Best Practices

Apple Coding Guidelines

Coding Guidelines


Write code for people to read, not the compiler.


Use ARC (Automatic Reference Counting) if at all possible.
ARC is supported in iOS 4.0+ with the single exception that weak reference nilling only available in iOS 5.0+.

Designated initializer

Every class needs a designated initializer and the method should start with “init”. Every other initializer must call the designated initializer.


In Xcode use control-i for re-indent


In Xcode use “Edit in Scope” (right-click on a variable, select the down-arrow to the right) to change all instances of a variable at the same time.


[NSMutableArray array]

instead of

[[NSMutableArray arrayWithCapacity:value]

Because it is clear and generally just as fast


Don’t add comments that duplicate the method call naming. If the method call naming needs a comment refactor the method name.

Method names

// Compose URL

NSURL *url = [NSURL URLWithString:urlString];

// Init validator with url

StoreVerifier *verifier = [[StoreVerifier alloc] initWithUrl:url store:storeCopy];

// Begin address validation

serverType = [verifier validateAddressWithAsyncHttp];

Method names should be verbs (action)

// Update UI.

[self validationHasBegun];


[self updateGUIForValidationHasBegun];

Tangelo-Mac-mini:Cocoa2HTML tangelo$


Create class “description” methods.


Favor full constructors to multiple setters. The designated initializer should have enough arguments to fully create a usable instance without needing to use setters. If there are “to many” arguments the class is probably trying to do to much and should be broken up into multiple classes.


Use NSAssert(NO, @”message”); for programmer errors.


Name setters/getters from the client perspective


Get code working then refactor structure


If possible instead of providing a collection getter provide an enumerator to a caller.


Instead of a case (or if/else/…) that selects code consider subclassing. Using case to select data if fine.


Do not use dictionaries as substitutes for classes.


Delete all commented out code (you can always recover it from the source control system).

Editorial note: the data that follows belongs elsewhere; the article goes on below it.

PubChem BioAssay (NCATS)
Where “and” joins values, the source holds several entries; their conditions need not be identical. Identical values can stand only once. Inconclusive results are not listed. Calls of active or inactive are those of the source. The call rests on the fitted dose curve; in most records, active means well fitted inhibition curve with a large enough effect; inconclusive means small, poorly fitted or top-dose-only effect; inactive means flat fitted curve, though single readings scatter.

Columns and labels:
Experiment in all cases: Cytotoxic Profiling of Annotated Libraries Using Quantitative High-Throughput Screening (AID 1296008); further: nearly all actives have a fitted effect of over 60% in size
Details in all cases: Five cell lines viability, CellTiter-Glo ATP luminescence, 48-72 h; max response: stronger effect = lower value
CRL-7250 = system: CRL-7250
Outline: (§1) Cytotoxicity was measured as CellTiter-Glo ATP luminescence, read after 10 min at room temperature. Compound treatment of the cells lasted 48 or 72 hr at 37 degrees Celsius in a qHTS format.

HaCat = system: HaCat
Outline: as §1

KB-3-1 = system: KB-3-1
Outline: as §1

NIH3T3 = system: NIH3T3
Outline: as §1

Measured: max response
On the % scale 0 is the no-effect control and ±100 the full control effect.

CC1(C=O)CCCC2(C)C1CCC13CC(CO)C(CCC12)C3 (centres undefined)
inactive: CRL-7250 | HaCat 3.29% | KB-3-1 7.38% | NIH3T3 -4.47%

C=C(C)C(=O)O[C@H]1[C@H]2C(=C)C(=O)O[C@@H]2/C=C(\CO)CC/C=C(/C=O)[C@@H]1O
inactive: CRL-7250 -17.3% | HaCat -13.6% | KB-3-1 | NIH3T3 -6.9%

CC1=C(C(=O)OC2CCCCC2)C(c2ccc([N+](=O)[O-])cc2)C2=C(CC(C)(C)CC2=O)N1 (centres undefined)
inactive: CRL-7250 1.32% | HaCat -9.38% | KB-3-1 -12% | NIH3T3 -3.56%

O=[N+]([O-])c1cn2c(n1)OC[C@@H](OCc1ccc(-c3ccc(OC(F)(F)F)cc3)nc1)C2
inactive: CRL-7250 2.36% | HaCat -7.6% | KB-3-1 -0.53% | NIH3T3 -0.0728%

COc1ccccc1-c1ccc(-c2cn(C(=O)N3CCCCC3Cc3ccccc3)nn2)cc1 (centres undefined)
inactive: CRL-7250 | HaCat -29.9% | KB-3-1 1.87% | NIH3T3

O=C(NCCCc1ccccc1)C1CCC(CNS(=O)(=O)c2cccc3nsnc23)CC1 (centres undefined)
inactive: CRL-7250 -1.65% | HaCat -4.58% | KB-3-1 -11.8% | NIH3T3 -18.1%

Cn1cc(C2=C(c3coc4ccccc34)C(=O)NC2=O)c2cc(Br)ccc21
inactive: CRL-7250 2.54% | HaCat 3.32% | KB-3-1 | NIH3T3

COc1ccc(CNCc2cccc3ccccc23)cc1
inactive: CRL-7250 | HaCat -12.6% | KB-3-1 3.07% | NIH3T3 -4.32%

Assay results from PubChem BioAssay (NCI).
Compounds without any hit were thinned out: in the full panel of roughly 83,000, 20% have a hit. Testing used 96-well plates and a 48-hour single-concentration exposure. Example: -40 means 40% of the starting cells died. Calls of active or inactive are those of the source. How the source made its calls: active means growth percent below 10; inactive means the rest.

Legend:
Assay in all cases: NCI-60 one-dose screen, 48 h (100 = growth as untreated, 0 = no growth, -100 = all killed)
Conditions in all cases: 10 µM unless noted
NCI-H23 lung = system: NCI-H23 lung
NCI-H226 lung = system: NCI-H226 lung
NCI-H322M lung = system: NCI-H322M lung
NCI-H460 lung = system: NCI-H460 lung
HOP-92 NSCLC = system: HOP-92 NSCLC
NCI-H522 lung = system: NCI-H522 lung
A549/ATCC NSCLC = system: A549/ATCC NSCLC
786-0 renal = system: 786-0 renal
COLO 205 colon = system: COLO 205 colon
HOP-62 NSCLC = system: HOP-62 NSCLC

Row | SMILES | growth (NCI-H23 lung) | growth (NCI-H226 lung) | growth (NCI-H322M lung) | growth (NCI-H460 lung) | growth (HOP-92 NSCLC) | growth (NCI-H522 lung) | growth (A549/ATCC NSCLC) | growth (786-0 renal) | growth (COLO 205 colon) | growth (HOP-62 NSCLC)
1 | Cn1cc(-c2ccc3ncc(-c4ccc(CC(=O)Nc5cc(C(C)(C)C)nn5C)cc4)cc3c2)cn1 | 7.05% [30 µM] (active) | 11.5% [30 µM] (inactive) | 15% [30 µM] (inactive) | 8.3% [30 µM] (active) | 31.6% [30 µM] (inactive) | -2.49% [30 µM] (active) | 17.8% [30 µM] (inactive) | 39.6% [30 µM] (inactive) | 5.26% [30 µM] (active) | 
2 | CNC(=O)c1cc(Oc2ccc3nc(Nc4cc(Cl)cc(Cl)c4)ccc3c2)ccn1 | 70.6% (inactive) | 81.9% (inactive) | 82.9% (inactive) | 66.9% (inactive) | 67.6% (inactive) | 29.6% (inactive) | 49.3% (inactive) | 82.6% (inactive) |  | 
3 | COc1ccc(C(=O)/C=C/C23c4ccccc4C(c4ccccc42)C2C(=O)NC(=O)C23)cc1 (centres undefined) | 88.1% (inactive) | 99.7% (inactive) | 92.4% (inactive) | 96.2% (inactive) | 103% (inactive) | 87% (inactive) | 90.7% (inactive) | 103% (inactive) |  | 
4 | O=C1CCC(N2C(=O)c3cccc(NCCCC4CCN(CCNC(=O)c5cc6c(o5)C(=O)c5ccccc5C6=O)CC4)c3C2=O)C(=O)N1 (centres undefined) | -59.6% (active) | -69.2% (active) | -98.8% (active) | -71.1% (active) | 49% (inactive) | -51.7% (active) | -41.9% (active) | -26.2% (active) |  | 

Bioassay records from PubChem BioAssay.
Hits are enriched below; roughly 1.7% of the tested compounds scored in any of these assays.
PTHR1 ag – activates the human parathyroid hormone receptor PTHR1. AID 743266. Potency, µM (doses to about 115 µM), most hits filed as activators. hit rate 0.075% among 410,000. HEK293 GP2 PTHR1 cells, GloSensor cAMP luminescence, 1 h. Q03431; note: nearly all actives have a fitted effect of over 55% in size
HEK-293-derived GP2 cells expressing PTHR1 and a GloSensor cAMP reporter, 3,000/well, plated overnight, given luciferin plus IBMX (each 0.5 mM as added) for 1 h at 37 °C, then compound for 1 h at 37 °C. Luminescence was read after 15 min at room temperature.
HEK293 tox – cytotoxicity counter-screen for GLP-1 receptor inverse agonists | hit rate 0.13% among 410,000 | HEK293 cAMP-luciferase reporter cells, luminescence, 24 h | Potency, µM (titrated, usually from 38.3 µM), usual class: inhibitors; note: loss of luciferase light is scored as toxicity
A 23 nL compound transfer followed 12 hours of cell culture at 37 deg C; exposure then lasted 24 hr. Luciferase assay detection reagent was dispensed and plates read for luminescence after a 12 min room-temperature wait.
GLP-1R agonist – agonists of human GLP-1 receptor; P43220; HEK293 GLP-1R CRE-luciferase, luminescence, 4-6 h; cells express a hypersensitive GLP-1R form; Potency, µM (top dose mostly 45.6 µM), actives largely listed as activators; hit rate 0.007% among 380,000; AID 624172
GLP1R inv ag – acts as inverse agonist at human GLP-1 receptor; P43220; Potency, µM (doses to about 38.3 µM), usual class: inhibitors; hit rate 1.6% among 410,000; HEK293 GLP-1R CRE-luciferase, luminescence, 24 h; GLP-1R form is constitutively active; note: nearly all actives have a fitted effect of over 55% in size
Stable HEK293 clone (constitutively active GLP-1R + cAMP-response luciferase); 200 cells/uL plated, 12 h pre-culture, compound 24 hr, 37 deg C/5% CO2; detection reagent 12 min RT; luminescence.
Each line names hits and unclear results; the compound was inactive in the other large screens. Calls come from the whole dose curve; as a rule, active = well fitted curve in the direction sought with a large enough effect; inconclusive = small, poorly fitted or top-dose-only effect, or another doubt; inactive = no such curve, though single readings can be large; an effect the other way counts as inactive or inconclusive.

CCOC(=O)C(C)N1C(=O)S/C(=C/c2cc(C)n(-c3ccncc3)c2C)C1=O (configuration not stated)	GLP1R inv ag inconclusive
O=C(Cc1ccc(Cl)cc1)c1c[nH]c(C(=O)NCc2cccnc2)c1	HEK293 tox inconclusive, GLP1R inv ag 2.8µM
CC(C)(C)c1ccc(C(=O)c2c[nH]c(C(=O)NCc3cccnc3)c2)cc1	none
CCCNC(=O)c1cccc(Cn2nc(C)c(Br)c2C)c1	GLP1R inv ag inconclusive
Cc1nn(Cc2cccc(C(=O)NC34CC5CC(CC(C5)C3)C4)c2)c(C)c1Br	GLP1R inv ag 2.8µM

Boy Scout Principal

When editing any file leave it in better condition that you found it.

Constant Strings

There is no size saving with stringWithString but there may be a slight performance degradation. The @”string” is still a compiled-in constant.

NSString *desc = [NSString stringWithString:@"Text"];


NSString *desc =@”Text”;

NSString* urlString = [NSString stringWithString:@"http://"];

urlString = [urlString stringByAppendingString:address];


urlString = [@"http://" stringByAppendingString:address];


urlString = [NSString stringWithFormat:@"http://%@", address];

Retain (or Strong) vs Copy

Copy because the property may be set with a mutable string and copying will reduce the possibility mutating the string.

@property(nonatomic, retain) NSString *address;


@property(nonatomic, copy) NSString * address;

There is no cost of copying an immutable string.

Brent Simmons says no
Bill Bumgarner says yes, especially for NSString

Public vs Private

Only put methods, properties and ivars that are part of the public interface By Design in the interface file (.h).
Put private methods in a class extension in the implementation file (.m).
Put private @properties in a class extension in the implementation file (.m).
Put private ivars in the @implementation of the implementation file (.m). llvm 4.0 and above


In Xcode 4 and above it is not necessary to declare ivars for properties
In llvm 4 and above @synthesize is not necessary nor is declaring an ivar and defaults to creating an ivar for the property with an leading underscore.

Source Control Commit

Always compare prior to commit and make the commit comment match the changes.


Use the “get” prefix only for methods returning results via reference in the parameter list and ake the reference var(s) last.

- (NSArray *)contentsOfDirectoryAtPath:(NSString *)path error:(NSError **)error {}